Happy deathday, happy birthday…

Today is my birthday, and aptly (as I live in Transylvania), the centenary of Bram Stoker’s death. A mere 46 years to the day after Dracula’s creator breathed his last breath, I took my first. No, I don’t think I’m Stoker reincarnated, so put the spookyscopes away. I’d love his book sales figures, though…

This kind of occasion is where the internet is such a boon. I am having a happy day in my mountain eyrie (or should that be eerie?…) with the cats for company, but it’s made even happier by the many lovely messages flooding in via gmail and Facebook. Knowing I’m in the thoughts of friends and family is very heartwarming.

Facebook is fantastic for keeping in touch, keeping connected and up to date with people’s doings when physically distant, for cheering and sympathising when needed, and for enhancing already jolly days. Nothing like it in the history of the world. But it’s not a substitute for face to face contact and first-hand experience. As a tool, utterly brilliant. As a lifestyle, utterly not.

For fellow birthday people, my hot wishes for a splendid, stellar day. And to Bram, here’s to you.


3 comments on “Happy deathday, happy birthday…

  1. JC says:

    A belated reply. Wow! That’s a good bit of birthday trivia. Have you been to Whitby? One of my top, if not The top, coastal towns. Nothing like it on a summer’s day, the view from or to the Abbey. Does get so very busy and brings in all those Goths & Gothnots, the latter being typical of all our seaside trippers (lots of stuff – plastic bags bulging with food & drink, gear for the beach, sandals, socks, sunburn, plastic windmills, buckets & spades etc). Why don’t we have a glam resort anywhere here? We did, I guess, with the Regency towns which are now peeling paint towns! I often think I’d like to live in Yorkshire but it would be an AMB move to go to a place where I know no one! Don’t you sometimes long for a root? A place you belong to? Where your history is. Somewhere where you belong. Pop into the local & chat to all. Feeling of homecoming. I think that may feel very cosy. I never had it. Home was many homes in many places & once boarding school kicked in at 6, there was no ‘home’. No ‘My Room’ because one hardly ever got there. These are my ramblings on a truly dreadful day with cold wind, lashing rain & the poor lambs getting soaked outside my window. The gods heard that we needed rain & by gods we have it! As ever, thoughts & love to you J xx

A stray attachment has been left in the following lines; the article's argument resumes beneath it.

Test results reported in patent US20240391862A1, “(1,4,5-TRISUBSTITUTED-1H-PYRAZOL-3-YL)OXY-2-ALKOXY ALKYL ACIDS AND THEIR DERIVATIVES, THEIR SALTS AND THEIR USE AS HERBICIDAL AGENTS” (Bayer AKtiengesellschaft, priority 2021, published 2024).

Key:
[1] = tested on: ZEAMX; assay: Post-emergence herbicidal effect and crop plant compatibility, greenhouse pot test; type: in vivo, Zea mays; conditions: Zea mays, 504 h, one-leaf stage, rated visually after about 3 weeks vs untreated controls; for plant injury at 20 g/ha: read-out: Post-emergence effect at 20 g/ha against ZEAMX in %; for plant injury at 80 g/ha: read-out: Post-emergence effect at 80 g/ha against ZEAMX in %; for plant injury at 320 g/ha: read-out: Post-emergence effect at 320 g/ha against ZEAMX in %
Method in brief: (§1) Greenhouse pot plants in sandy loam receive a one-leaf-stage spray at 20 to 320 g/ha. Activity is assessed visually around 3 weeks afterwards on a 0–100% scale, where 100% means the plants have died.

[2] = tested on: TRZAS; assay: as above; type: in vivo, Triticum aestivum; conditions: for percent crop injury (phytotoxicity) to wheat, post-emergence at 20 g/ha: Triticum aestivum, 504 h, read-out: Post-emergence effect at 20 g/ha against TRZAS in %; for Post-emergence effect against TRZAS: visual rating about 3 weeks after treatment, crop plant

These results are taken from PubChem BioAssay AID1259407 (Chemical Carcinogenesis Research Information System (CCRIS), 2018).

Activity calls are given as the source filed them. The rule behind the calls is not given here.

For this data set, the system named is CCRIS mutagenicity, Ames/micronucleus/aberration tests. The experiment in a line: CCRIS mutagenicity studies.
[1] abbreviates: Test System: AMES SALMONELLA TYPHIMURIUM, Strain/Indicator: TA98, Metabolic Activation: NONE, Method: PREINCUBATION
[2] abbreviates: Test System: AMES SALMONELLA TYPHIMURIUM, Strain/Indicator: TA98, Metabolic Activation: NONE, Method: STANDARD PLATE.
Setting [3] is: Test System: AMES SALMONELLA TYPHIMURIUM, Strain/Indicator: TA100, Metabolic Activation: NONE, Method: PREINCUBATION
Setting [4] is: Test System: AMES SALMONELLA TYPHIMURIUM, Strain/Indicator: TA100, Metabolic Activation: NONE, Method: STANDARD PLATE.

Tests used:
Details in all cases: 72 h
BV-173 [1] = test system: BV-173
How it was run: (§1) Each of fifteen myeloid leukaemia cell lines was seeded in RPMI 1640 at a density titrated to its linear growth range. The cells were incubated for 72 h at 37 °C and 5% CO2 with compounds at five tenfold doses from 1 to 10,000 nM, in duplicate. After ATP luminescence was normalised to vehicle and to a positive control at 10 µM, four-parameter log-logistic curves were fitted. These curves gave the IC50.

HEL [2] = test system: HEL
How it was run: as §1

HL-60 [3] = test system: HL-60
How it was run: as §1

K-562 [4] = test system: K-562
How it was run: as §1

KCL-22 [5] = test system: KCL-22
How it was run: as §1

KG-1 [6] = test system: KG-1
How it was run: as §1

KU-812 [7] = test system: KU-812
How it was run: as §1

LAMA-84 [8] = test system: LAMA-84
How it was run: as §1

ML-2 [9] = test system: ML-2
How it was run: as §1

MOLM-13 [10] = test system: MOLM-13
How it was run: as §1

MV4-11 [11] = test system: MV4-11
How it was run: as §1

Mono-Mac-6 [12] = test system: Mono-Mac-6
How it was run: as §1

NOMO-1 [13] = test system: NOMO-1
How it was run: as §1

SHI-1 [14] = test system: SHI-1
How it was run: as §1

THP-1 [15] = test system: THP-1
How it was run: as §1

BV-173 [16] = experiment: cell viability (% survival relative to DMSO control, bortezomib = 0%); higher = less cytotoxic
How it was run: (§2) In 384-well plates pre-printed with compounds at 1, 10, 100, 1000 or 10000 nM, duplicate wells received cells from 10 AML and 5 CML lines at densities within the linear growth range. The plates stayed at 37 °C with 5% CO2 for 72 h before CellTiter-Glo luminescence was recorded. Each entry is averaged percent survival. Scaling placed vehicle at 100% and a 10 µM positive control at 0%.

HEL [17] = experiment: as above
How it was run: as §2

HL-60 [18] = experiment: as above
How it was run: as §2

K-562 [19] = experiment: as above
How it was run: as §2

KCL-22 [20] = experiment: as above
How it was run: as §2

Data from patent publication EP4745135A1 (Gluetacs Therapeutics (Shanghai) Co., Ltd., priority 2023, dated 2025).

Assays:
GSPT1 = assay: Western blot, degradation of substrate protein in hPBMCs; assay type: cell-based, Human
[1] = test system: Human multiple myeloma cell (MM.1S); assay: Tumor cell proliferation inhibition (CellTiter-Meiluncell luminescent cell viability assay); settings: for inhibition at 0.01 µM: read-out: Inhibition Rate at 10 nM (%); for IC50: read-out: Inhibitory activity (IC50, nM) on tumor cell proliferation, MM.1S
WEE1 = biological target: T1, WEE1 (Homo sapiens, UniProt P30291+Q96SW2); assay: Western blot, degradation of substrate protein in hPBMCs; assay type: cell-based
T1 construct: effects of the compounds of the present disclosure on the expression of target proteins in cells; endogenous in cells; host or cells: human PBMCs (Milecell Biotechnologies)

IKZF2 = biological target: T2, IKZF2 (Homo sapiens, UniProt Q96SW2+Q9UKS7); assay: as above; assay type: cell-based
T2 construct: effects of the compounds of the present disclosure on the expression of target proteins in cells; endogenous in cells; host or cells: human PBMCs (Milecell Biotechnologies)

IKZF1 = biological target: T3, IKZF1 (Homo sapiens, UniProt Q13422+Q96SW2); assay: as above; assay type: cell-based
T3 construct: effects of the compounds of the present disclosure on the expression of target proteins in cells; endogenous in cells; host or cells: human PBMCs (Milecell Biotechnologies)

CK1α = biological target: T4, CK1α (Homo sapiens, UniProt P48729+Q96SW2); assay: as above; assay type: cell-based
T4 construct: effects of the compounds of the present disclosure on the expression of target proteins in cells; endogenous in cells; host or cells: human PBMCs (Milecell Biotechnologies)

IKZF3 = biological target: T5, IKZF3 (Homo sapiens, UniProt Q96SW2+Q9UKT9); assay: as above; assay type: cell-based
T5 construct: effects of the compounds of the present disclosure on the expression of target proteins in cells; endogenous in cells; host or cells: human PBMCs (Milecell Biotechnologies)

• Hard not to, but don’t complain about rain – MUCH MUCH better to leave in a damp green country than a dry brown one. I had to manage with water turned off most of the time last autumn/winter because of 6 months without rain. I don’t recommend it. Animals suffered, crops withered etc etc. Not good.
      Yes, I’ve been to Whitby – dramatic coastline – no wonder Mr Stoker used it. No wonder too that Abbess Hilda and Cuthbert & all fancied the clifftop as a site for the abbey. Glamorous resorts these days are Copacabana Beach and Bali etc – the days of cheap air travel have put paid to glamour at home. Even Le Touquet, glamour resort of the 1930s, has suffered the same fate. Now it’s Worthing-Plage. Portmeirion – glamour village of the 1920s-1950s – tourist trap these days. An opportunity for some visionary town council and marketing guru – where would you suggest?

    • Didn’t respond to your question about roots. Yes, I feel most rooted in West Sussex, where I was born and spent my first 19 years. But Sussex is waaaaaaay beyond my means now, house-price-wise, and that’s why I like this part of the world so much. The geology is the same, the flora and fauna much the same (there are bonuses here, like ravens, eagles, bears, wolves) and the people are pretty much the same as my Sussex hamlet. South Downs (chalk), Carpathians (limestone) – same stuff (calcium carbonate), and I felt instantly at home. Roots, literally – plugged into the soil, eating the food grown in that soil, drinking the local water, etc – I’m (literally) in my element again. It produced immediate deep-down contentment when I first came here and I didn’t know why – but I’m sure that’s what it was.
      And yes, I’d like a toe-hold somewhere in the UK, to have a home of sorts here. But that’ll have to wait till I’ve written a bestseller. Till then, my car is my hermit-crab shell. xx

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